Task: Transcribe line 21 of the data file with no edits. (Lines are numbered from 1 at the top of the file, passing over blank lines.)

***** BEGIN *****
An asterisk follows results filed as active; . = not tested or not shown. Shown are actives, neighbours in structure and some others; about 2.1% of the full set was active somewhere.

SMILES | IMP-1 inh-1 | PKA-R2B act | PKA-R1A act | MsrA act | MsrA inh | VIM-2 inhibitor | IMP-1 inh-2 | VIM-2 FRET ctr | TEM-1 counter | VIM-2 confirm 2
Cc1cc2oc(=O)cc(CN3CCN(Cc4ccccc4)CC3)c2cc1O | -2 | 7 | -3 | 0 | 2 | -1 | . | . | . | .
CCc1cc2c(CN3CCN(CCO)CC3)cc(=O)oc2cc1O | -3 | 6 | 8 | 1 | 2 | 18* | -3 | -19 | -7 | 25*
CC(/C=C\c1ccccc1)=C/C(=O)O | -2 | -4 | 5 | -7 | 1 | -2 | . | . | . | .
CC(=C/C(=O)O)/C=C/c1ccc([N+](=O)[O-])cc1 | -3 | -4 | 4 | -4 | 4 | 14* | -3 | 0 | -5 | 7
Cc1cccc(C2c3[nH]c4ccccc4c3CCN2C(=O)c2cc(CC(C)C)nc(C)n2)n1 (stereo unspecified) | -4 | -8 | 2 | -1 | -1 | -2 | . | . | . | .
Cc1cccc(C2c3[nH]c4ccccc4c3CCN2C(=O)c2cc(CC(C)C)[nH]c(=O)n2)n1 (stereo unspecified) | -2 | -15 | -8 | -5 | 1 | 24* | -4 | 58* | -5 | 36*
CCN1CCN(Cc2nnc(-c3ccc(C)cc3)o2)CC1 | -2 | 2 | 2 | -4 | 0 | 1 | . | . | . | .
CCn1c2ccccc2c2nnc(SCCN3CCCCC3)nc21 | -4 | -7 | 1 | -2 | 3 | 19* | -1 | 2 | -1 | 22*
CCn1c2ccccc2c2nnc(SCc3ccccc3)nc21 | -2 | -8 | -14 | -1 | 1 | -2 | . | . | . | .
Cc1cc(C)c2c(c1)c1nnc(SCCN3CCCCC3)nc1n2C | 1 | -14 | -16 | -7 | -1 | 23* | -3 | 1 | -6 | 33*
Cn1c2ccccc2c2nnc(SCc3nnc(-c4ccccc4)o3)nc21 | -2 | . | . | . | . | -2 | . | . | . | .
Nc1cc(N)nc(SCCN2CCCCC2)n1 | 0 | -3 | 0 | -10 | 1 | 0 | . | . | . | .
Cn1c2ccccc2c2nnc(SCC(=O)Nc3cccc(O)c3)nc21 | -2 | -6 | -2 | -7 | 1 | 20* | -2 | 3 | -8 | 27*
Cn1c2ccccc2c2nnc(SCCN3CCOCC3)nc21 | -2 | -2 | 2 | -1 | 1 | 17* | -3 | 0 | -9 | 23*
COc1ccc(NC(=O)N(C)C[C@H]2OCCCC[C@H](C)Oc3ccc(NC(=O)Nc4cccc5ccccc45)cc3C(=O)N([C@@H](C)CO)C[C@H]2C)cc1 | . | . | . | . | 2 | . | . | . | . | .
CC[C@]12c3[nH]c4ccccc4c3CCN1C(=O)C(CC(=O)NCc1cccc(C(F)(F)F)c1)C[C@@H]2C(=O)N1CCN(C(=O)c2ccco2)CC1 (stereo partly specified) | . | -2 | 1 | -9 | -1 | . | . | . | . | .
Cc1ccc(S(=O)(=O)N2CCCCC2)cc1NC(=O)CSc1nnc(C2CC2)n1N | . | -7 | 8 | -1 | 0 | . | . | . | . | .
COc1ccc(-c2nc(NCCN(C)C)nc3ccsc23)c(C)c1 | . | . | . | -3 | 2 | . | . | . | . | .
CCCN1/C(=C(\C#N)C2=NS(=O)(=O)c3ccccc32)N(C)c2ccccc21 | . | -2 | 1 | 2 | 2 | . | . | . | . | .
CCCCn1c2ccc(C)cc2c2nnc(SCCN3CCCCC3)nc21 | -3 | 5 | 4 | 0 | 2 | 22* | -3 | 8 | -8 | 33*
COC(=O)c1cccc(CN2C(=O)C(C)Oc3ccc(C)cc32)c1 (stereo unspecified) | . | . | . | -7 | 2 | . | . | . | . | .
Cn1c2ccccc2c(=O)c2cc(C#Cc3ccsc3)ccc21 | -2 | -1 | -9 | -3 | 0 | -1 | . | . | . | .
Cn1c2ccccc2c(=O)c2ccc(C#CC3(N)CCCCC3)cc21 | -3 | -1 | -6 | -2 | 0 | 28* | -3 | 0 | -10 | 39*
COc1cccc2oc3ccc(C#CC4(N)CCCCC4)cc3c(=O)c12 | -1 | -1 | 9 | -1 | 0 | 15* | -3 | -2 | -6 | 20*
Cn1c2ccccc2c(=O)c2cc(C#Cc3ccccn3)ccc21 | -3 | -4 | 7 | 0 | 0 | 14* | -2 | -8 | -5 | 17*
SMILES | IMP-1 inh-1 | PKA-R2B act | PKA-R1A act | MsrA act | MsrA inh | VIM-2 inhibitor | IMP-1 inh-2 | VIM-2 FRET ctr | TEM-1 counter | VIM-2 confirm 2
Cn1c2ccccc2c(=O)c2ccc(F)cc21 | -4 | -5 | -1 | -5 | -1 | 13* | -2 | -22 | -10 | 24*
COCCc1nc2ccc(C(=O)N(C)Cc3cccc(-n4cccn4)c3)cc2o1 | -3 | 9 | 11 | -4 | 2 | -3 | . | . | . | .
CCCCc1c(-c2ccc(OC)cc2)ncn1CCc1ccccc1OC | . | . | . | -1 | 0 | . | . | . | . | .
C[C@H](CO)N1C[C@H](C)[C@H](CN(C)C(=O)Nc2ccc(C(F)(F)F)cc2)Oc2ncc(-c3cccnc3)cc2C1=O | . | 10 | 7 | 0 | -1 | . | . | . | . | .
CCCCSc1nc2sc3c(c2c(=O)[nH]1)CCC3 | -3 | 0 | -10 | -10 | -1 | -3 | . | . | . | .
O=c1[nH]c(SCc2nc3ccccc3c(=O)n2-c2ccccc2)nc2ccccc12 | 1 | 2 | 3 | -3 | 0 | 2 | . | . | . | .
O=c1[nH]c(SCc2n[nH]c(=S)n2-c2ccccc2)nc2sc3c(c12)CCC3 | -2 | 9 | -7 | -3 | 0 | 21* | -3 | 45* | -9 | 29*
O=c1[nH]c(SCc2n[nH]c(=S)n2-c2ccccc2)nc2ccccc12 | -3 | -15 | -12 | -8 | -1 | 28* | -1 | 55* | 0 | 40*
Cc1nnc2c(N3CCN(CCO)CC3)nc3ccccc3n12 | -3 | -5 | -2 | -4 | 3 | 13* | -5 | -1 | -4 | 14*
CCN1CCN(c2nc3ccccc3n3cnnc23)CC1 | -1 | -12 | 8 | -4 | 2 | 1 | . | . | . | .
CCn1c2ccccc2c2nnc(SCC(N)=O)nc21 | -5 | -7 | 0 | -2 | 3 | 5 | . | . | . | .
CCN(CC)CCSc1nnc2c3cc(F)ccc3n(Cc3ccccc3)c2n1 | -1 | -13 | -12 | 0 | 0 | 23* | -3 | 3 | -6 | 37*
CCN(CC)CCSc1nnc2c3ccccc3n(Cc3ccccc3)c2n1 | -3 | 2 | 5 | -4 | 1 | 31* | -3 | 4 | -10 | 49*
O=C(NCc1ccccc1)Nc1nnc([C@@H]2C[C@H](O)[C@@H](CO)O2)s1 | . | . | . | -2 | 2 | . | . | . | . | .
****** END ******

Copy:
CCCN1/C(=C(\C#N)C2=NS(=O)(=O)c3ccccc32)N(C)c2ccccc21 | . | -2 | 1 | 2 | 2 | . | . | . | . | .